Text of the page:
So, since the whole point of this festival was blueberries – did we buy some? You bet! They were available at some of the booths but we decided to hit a local farm to buy. We were glad we did because we bought them right in their barn and while there we were able to watch their little separator in action. It was not big or fancy or high tech, but I just get a kick out of watching machinery like that in action.

We immediately put those little oxidant-containing nuggets to use and included them in a fruit salad for dinner, had them on vanilla ice cream for dessert, then had blueberry pancakes for breakfast. I’d say we did a pretty good job of doing our part in celebrating nature’s bounty!

So next year, put it on your calendar for August 1-3, 2014 and enjoy this simple small-town celebration – and blueberries!

Categories: Festivals, Food, Wine, Cider, Outdoors, People, Washington | Tags: , , , , , | Leave a comment

Hot Rods on a Hot Day – NSRA Street Rod Nationals Plus, Ridgefield, Washington

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Phil’s Truck

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Anden and the one car we allowed ourselves to buy!

It finally got sunny and VERY warm in the Pacific Northwest, just in time for the NSRA Street Rod Nationals Plus. Held the weekend of June 28-30 in Ridgefield, Washington (just north of Vancouver), it was the first time it has even been in Ridgefield. A friend of ours, Phil Strodemier, took his 1952 Ford pickup to enter in the show, so we decided to go down and check it out.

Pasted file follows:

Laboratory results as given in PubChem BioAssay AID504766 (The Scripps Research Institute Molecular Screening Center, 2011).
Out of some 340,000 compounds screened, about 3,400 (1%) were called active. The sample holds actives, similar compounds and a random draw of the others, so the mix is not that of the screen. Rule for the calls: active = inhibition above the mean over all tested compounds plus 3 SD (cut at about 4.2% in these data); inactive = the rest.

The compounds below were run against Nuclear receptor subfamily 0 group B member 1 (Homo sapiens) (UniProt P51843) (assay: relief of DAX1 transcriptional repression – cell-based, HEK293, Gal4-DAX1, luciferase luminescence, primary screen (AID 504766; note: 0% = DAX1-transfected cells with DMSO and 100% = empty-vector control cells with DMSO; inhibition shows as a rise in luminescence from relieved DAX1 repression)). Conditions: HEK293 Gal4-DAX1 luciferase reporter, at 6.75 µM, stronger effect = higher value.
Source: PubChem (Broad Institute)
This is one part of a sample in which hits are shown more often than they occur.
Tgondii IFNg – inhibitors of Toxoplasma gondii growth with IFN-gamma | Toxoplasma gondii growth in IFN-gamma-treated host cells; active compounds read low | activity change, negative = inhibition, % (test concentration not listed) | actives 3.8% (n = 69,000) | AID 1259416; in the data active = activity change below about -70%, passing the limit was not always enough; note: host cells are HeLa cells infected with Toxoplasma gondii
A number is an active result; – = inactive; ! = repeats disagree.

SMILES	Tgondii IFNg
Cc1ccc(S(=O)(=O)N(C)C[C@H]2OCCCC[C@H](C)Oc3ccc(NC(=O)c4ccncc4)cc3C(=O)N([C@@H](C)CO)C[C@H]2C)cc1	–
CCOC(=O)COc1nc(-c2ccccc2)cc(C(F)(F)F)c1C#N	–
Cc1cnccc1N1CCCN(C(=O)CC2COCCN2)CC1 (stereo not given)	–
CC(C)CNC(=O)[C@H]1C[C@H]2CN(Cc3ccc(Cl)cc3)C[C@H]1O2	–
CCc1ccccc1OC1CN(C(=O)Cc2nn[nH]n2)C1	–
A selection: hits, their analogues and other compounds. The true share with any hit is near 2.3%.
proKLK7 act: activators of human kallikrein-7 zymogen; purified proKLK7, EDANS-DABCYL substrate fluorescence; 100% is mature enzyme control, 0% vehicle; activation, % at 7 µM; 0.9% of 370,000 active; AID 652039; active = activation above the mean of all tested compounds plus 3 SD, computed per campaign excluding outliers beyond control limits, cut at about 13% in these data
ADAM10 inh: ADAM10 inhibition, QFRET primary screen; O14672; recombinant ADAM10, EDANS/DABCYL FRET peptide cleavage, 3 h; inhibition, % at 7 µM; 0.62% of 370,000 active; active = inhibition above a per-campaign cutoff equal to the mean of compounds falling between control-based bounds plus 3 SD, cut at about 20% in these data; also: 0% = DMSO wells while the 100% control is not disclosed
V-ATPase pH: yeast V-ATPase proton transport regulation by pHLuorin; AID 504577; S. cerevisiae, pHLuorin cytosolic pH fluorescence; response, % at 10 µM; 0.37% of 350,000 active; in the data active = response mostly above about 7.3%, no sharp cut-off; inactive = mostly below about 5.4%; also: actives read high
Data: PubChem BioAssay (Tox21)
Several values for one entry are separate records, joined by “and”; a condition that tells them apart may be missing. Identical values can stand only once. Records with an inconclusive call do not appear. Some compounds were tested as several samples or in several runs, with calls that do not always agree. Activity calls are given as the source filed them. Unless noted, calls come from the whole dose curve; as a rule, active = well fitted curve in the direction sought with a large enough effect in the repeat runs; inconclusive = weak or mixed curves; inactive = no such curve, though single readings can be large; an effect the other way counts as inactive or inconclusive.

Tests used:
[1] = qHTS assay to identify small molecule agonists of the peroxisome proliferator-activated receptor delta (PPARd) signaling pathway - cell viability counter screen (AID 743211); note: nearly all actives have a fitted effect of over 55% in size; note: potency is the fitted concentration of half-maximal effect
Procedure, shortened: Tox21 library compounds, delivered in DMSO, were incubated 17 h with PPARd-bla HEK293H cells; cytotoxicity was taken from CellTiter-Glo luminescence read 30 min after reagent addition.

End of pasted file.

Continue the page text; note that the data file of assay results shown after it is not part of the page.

I don’t know how many cars were there, but it there were at least hundreds. Pickups, muscle cars, coupes, specialty vehicles. There was something for everyone to ooohh and ahhh over. Beautiful shiny colors, combinations and even “flames.” We made a rule before we left the house – we would NOT buy a car at the show! I don’t really think there was too much danger of that. The least expensive car I saw was around $24,000 and several gorgeous Bel Airs were priced at over $50,000. We did break our rule in the event center though where many vendors were set up. I bought my grandson, Anden, a little red car for $12.00. He thought that was pretty funny.

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WOW! Those colors!

Vendors in the event center included insurance companies, hats, t-shirts, auto parts and then other rather bizarre items to see at a car show such as exercise machines and shower surrounds. I do have to say one of my favorite non-car vendors was the one offering a wine slushy mix. Who doesn’t need that!

It was interesting to talk some of the people who had entered the show. One woman named Marilyn was from Montana and with a group of people that brought out six cars. Most of them drove from there, just one trailered their car. She explained to me that their car club has an event in February when it’s too cold to get out and drive. During the event, they will teach people how to work through some of the rebuilding and repairing parts of the cars, as well as talking about things like being aware of the risk of the Hanta Virus when remodeling old cars. That’s a very good point I hadn’t thought about!

Attending the show was a lot of fun and gave us a lot of ideas for restoring our old pickup. Almost too many ideas. We will have to narrow down what we want to do and we know it will take a long time. But when we are ready, I can’t wait to enter a show ourselves and spend some time just getting to know the other car folks and learning from them. But for now, we’ll just go and drool and take notes. And pictures. Lots and lots of pictures. Here are some to share with you now and you can be envious along with us!

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Categories: Outdoors, People, Washington | Tags: , | 3 Comments